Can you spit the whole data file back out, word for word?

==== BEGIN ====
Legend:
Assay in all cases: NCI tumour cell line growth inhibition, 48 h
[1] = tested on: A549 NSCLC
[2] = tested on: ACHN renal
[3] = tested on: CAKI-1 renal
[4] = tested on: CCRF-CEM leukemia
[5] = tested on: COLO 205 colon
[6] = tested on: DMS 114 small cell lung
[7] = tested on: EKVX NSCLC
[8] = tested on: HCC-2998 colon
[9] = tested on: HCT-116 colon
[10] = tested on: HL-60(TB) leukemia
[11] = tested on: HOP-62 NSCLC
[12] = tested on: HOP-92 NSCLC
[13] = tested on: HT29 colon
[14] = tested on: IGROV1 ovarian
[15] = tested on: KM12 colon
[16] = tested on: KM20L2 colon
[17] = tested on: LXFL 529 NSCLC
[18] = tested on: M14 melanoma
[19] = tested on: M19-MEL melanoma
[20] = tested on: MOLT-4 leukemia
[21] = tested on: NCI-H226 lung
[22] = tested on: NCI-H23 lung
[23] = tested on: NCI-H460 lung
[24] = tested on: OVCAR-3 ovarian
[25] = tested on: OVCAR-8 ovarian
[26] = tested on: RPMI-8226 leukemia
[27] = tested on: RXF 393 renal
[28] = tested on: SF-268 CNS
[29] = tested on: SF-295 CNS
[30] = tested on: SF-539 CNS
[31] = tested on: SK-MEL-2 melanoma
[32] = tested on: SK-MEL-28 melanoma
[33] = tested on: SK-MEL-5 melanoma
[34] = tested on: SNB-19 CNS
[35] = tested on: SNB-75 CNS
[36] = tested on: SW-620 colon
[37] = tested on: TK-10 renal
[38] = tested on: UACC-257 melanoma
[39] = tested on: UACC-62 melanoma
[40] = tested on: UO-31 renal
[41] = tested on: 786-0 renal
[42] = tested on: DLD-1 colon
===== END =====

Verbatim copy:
Legend:
Assay in all cases: NCI tumour cell line growth inhibition, 48 h
[1] = tested on: A549 NSCLC
[2] = tested on: ACHN renal
[3] = tested on: CAKI-1 renal
[4] = tested on: CCRF-CEM leukemia
[5] = tested on: COLO 205 colon
[6] = tested on: DMS 114 small cell lung
[7] = tested on: EKVX NSCLC
[8] = tested on: HCC-2998 colon
[9] = tested on: HCT-116 colon
[10] = tested on: HL-60(TB) leukemia
[11] = tested on: HOP-62 NSCLC
[12] = tested on: HOP-92 NSCLC
[13] = tested on: HT29 colon
[14] = tested on: IGROV1 ovarian
[15] = tested on: KM12 colon
[16] = tested on: KM20L2 colon
[17] = tested on: LXFL 529 NSCLC
[18] = tested on: M14 melanoma
[19] = tested on: M19-MEL melanoma
[20] = tested on: MOLT-4 leukemia
[21] = tested on: NCI-H226 lung
[22] = tested on: NCI-H23 lung
[23] = tested on: NCI-H460 lung
[24] = tested on: OVCAR-3 ovarian
[25] = tested on: OVCAR-8 ovarian
[26] = tested on: RPMI-8226 leukemia
[27] = tested on: RXF 393 renal
[28] = tested on: SF-268 CNS
[29] = tested on: SF-295 CNS
[30] = tested on: SF-539 CNS
[31] = tested on: SK-MEL-2 melanoma
[32] = tested on: SK-MEL-28 melanoma
[33] = tested on: SK-MEL-5 melanoma
[34] = tested on: SNB-19 CNS
[35] = tested on: SNB-75 CNS
[36] = tested on: SW-620 colon
[37] = tested on: TK-10 renal
[38] = tested on: UACC-257 melanoma
[39] = tested on: UACC-62 melanoma
[40] = tested on: UO-31 renal
[41] = tested on: 786-0 renal
[42] = tested on: DLD-1 colon